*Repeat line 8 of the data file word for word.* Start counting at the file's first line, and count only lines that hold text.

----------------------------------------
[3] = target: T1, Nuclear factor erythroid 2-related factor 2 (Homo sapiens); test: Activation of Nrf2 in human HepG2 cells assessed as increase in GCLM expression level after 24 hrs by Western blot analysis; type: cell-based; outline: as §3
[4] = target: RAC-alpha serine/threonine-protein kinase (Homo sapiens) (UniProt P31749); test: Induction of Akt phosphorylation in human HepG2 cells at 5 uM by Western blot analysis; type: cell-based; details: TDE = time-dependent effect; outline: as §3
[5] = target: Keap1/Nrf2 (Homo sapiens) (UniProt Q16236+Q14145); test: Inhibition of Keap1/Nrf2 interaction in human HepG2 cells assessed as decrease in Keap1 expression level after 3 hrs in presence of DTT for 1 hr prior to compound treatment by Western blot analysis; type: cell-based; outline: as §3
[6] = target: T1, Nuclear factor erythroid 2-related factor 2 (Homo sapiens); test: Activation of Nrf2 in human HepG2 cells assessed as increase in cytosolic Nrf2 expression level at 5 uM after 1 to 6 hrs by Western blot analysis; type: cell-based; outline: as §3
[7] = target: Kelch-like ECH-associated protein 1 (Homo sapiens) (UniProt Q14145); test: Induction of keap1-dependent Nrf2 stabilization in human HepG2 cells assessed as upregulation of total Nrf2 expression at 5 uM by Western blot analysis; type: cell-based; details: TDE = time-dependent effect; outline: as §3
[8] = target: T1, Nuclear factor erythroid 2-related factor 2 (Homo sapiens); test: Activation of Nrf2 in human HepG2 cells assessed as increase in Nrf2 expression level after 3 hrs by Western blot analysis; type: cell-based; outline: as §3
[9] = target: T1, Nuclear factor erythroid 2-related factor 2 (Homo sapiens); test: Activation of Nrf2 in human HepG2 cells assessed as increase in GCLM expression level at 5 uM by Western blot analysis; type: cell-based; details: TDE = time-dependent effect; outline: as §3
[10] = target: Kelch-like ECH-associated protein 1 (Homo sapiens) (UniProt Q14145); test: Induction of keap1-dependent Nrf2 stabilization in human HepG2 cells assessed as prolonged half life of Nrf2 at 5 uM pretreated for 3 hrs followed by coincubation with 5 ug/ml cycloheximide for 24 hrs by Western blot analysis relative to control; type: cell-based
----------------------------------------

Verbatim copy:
[10] = target: Kelch-like ECH-associated protein 1 (Homo sapiens) (UniProt Q14145); test: Induction of keap1-dependent Nrf2 stabilization in human HepG2 cells assessed as prolonged half life of Nrf2 at 5 uM pretreated for 3 hrs followed by coincubation with 5 ug/ml cycloheximide for 24 hrs by Western blot analysis relative to control; type: cell-based